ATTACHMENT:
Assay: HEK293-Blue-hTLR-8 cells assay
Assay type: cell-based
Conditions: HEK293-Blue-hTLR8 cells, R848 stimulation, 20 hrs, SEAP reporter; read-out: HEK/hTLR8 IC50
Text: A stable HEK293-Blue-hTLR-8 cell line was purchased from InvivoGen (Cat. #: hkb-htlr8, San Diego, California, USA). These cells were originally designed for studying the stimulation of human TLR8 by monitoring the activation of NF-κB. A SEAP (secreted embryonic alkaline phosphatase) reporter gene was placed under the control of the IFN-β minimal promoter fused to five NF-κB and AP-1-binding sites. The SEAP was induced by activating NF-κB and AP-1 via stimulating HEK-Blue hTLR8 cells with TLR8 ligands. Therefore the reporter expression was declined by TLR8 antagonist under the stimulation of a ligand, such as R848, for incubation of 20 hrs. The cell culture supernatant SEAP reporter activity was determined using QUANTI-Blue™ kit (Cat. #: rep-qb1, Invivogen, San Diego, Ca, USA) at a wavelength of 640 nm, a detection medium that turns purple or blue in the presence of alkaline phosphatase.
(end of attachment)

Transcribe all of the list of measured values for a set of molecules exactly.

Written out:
Assay: HEK293-Blue-hTLR-8 cells assay
Assay type: cell-based
Conditions: HEK293-Blue-hTLR8 cells, R848 stimulation, 20 hrs, SEAP reporter; read-out: HEK/hTLR8 IC50
Text: A stable HEK293-Blue-hTLR-8 cell line was purchased from InvivoGen (Cat. #: hkb-htlr8, San Diego, California, USA). These cells were originally designed for studying the stimulation of human TLR8 by monitoring the activation of NF-κB. A SEAP (secreted embryonic alkaline phosphatase) reporter gene was placed under the control of the IFN-β minimal promoter fused to five NF-κB and AP-1-binding sites. The SEAP was induced by activating NF-κB and AP-1 via stimulating HEK-Blue hTLR8 cells with TLR8 ligands. Therefore the reporter expression was declined by TLR8 antagonist under the stimulation of a ligand, such as R848, for incubation of 20 hrs. The cell culture supernatant SEAP reporter activity was determined using QUANTI-Blue™ kit (Cat. #: rep-qb1, Invivogen, San Diego, Ca, USA) at a wavelength of 640 nm, a detection medium that turns purple or blue in the presence of alkaline phosphatase.